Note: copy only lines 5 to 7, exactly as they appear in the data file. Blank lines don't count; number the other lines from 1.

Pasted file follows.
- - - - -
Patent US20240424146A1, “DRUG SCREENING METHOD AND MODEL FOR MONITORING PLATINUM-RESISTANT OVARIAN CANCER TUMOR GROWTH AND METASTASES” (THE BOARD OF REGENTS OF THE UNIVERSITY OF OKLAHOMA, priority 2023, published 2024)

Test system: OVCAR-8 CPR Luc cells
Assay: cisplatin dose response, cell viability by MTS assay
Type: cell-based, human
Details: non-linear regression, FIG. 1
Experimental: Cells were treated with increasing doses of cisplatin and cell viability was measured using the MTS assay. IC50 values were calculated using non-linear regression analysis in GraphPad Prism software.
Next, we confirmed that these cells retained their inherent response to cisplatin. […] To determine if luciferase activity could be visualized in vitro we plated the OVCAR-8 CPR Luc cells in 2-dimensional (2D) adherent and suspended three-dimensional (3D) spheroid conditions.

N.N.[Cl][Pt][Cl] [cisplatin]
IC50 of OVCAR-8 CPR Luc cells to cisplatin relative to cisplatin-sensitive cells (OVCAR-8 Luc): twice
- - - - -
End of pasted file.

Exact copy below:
Details: non-linear regression, FIG. 1
Experimental: Cells were treated with increasing doses of cisplatin and cell viability was measured using the MTS assay. IC50 values were calculated using non-linear regression analysis in GraphPad Prism software.
Next, we confirmed that these cells retained their inherent response to cisplatin. […] To determine if luciferase activity could be visualized in vitro we plated the OVCAR-8 CPR Luc cells in 2-dimensional (2D) adherent and suspended three-dimensional (3D) spheroid conditions.